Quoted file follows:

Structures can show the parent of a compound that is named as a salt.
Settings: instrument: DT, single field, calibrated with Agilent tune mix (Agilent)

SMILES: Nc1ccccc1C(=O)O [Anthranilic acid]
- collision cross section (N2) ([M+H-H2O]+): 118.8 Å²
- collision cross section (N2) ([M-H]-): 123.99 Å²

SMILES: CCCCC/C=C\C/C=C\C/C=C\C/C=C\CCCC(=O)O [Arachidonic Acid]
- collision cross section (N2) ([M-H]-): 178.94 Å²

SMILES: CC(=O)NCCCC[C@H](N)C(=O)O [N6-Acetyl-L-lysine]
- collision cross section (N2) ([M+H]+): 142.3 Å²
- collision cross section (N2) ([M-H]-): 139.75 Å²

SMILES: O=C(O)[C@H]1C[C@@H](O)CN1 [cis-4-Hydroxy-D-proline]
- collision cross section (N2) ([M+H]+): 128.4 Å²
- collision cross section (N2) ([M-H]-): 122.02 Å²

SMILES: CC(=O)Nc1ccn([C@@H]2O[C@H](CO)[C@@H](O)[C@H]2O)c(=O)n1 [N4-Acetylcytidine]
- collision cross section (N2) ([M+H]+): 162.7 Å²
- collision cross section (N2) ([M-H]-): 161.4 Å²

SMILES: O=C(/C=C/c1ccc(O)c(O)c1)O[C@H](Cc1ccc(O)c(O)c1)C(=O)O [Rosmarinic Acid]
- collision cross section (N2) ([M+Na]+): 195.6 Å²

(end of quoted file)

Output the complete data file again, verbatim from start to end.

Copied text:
Structures can show the parent of a compound that is named as a salt.
Settings: instrument: DT, single field, calibrated with Agilent tune mix (Agilent)

SMILES: Nc1ccccc1C(=O)O [Anthranilic acid]
- collision cross section (N2) ([M+H-H2O]+): 118.8 Å²
- collision cross section (N2) ([M-H]-): 123.99 Å²

SMILES: CCCCC/C=C\C/C=C\C/C=C\C/C=C\CCCC(=O)O [Arachidonic Acid]
- collision cross section (N2) ([M-H]-): 178.94 Å²

SMILES: CC(=O)NCCCC[C@H](N)C(=O)O [N6-Acetyl-L-lysine]
- collision cross section (N2) ([M+H]+): 142.3 Å²
- collision cross section (N2) ([M-H]-): 139.75 Å²

SMILES: O=C(O)[C@H]1C[C@@H](O)CN1 [cis-4-Hydroxy-D-proline]
- collision cross section (N2) ([M+H]+): 128.4 Å²
- collision cross section (N2) ([M-H]-): 122.02 Å²

SMILES: CC(=O)Nc1ccn([C@@H]2O[C@H](CO)[C@@H](O)[C@H]2O)c(=O)n1 [N4-Acetylcytidine]
- collision cross section (N2) ([M+H]+): 162.7 Å²
- collision cross section (N2) ([M-H]-): 161.4 Å²

SMILES: O=C(/C=C/c1ccc(O)c(O)c1)O[C@H](Cc1ccc(O)c(O)c1)C(=O)O [Rosmarinic Acid]
- collision cross section (N2) ([M+Na]+): 195.6 Å²